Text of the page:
Don’t laugh off bursaries for virgins

While like me you might disagree with the Uthukela municipality awarding bursaries on the grounds of young women availing themselves to be …

Fikile-Ntsikelelo Moya says that the Uthukela municipality’s heart is in the right place and it is grappling with real concerns.

While like me you might disagree with the Uthukela municipality awarding bursaries on the grounds of young women availing themselves to be checked whether they are still virgins, I refuse to club in with those who see the local authority as backward and complete idiots.

For one thing, nothing is ever achieved in a debate where the other party is made to feel that their world view is so silly it cannot be entertained.

The municipality’s heart is in the right place. We cannot continue talking about the face of poverty and of the most afflicted by HIV and Aids being that of a young, black, rural woman, and not seek interventions that are specific to the group most at risk.

Also read: The folly of forced virginity testing

We know from experience here and elsewhere that the key to building a cohesive nation is being open to the paradigms of those who live among us and, even if we still vehemently disagree, acknowledge their right to hold the view or practise the custom insofar as it is within the law and reason, and does not impact negatively on others.

That out of the way, here is why I disagree with the Uthukela municipality’s chastity bursaries.

First, one can be chaste but be the cruellest, meanest person in the world. Stories of clergy who have taken vows of chastity but committed horrendous acts of violence tell us this.

Secondly, the state must stay away from determining what is “moral”. Individual families must determine for themselves what they understand as moral and then pass this on to their children. If the behaviour carries carrots and sticks, it must be for that family to dispense these.

Imagine if a municipality led by the African Christian Democratic Party decided that by virtue of being voted in, this meant the local electorate shared their world view and understanding of what was moral and, based on this, decided that a certain portion of the municipality’s budget would go to born- again Christians?

Imagine if in communities where they hold that all young men should go through the initiation school rite of passage, decided that before one could be allocated a house they had to prove that they were “real” men?

I am sure there would be outrage.

Those in favour of virginity testing often say that those of us who criticise them do not offer solutions. I have sympathy for this view. It is always easier to tear down an argument than to come up with alternatives.

Last week I met a young man in Soweto who told me he had helped set up homework clubs in his neighbourhood. The children are not only encouraged and supervised to do their homework, but are introduced to art. They are taught to play a musical instrument or partake in spoken-word or visual art.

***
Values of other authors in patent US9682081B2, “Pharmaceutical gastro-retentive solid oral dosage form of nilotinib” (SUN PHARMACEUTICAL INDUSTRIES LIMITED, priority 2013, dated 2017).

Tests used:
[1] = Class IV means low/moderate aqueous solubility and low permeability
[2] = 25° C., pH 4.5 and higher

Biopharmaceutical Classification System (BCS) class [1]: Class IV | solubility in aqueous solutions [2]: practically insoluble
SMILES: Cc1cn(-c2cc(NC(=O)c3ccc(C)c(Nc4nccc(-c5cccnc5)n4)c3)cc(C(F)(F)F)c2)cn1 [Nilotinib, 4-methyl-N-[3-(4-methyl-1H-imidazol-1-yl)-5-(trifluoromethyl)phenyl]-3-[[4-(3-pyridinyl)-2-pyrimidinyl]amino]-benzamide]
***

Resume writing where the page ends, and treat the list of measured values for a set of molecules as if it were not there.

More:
Imagine if this young man was a young woman who lived in Chastity Municipality and needed a bursary to study further. Imagine being told that while she has all the right credentials, unfortunately they cannot locate her hymen.

Municipalities who wish to inculcate a sense of responsible citizenship in the young – as the Uthukela municipality clearly does – should encourage the young to actively do something that benefits them and society (like the Soweto youngster I mentioned earlier), rather than their present tactic, where they are rewarded for avoiding an action – in this case, avoiding having sex.

As things stand, the municipality sends a message that morality is the same as self-preservation.

I have serious difficulties with the view that an act that only benefits the actor and makes no positive contribution to anyone else can be defined as moral.

If the municipality wants youngsters to be moral, it must challenge them to do acts that are universally accepted as beneficial to the recipients, instead of acts whose very morality is open to debate, let alone constitutional scrutiny. It must say that while there are obvious benefits from delaying sexual debut for as long as possible, these young women live in a society desperate for their skills, talents and industry.

If it must encourage chastity, this should not be as an end in itself but the first step in what is the eternal battle between the demands of the flesh and those of the soul. If won by the flesh, this leads to high levels of consumerism, crass materialism, and destructive love for power and money.

By problematising sex and making it a measure by which one’s morality can be determined, we probably create a sexually dysfunctional society where young men think of sex as exotic fruit to be had by fair means or foul, and young women feel unnecessarily dirty because they happen to be in touch with their own sexuality.

As with many other issues facing South Africa, there are never easy answers, but at least the Uthukela municipality has not shrugged its shoulders and thrown up its hands. They have started a conversation and instead of laughing at them, we must congratulate them for doing what they could with what they have. We can all learn from that.

* Fikile-Ntsikelelo Moya is the editor of The Mercury. Follow him on Twitter @fikelelom

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